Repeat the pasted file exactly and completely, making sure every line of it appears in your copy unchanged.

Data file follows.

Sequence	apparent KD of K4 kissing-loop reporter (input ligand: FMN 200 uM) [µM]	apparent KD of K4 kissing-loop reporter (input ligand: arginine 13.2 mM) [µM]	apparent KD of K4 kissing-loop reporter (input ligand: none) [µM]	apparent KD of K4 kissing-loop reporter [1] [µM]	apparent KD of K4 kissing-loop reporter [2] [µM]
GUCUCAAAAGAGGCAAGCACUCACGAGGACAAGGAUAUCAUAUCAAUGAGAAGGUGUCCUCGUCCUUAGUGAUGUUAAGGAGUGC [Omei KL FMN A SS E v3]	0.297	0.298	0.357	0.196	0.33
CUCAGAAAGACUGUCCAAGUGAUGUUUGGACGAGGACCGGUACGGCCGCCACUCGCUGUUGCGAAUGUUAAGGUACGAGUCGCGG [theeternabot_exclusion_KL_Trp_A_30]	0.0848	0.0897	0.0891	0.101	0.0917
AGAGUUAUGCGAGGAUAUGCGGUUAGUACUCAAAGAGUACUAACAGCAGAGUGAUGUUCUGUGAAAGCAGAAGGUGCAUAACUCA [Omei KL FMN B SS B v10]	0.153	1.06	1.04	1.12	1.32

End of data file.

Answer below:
Sequence	apparent KD of K4 kissing-loop reporter (input ligand: FMN 200 uM) [µM]	apparent KD of K4 kissing-loop reporter (input ligand: arginine 13.2 mM) [µM]	apparent KD of K4 kissing-loop reporter (input ligand: none) [µM]	apparent KD of K4 kissing-loop reporter [1] [µM]	apparent KD of K4 kissing-loop reporter [2] [µM]
GUCUCAAAAGAGGCAAGCACUCACGAGGACAAGGAUAUCAUAUCAAUGAGAAGGUGUCCUCGUCCUUAGUGAUGUUAAGGAGUGC [Omei KL FMN A SS E v3]	0.297	0.298	0.357	0.196	0.33
CUCAGAAAGACUGUCCAAGUGAUGUUUGGACGAGGACCGGUACGGCCGCCACUCGCUGUUGCGAAUGUUAAGGUACGAGUCGCGG [theeternabot_exclusion_KL_Trp_A_30]	0.0848	0.0897	0.0891	0.101	0.0917
AGAGUUAUGCGAGGAUAUGCGGUUAGUACUCAAAGAGUACUAACAGCAGAGUGAUGUUCUGUGAAAGCAGAAGGUGCAUAACUCA [Omei KL FMN B SS B v10]	0.153	1.06	1.04	1.12	1.32